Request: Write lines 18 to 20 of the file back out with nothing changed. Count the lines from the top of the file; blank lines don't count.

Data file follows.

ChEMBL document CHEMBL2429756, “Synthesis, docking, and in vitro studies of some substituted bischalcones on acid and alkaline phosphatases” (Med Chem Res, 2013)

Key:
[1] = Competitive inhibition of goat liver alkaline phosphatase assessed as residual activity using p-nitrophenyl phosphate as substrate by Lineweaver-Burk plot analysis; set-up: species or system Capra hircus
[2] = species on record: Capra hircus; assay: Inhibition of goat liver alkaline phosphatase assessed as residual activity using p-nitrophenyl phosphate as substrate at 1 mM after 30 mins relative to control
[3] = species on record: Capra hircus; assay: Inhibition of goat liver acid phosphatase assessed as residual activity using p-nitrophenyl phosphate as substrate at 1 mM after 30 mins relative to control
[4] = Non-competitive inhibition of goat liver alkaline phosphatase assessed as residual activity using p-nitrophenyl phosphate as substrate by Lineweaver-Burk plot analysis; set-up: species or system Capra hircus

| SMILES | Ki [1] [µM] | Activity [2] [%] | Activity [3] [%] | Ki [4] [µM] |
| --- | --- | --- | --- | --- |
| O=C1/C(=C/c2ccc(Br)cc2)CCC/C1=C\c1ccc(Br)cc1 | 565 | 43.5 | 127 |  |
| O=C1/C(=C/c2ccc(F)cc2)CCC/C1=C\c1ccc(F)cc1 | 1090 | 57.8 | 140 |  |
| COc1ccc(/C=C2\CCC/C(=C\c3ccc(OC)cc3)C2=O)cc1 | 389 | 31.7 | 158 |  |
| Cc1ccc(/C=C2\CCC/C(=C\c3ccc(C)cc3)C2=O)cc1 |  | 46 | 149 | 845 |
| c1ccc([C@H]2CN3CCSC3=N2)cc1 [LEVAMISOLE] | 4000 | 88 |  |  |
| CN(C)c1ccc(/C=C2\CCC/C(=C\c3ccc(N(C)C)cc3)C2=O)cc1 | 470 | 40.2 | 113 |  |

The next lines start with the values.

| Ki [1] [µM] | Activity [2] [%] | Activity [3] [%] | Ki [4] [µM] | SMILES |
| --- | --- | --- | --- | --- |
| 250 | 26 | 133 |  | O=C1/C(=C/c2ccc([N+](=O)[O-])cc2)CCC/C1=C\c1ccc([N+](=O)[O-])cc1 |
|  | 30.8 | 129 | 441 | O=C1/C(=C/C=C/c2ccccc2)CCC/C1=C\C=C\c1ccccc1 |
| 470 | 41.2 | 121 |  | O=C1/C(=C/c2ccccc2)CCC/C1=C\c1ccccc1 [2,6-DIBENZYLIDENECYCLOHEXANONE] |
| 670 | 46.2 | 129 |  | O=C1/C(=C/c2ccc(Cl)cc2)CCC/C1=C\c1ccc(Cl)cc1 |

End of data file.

| 250 | 26 | 133 |  | O=C1/C(=C/c2ccc([N+](=O)[O-])cc2)CCC/C1=C\c1ccc([N+](=O)[O-])cc1 |
|  | 30.8 | 129 | 441 | O=C1/C(=C/C=C/c2ccccc2)CCC/C1=C\C=C\c1ccccc1 |
| 470 | 41.2 | 121 |  | O=C1/C(=C/c2ccccc2)CCC/C1=C\c1ccccc1 [2,6-DIBENZYLIDENECYCLOHEXANONE] |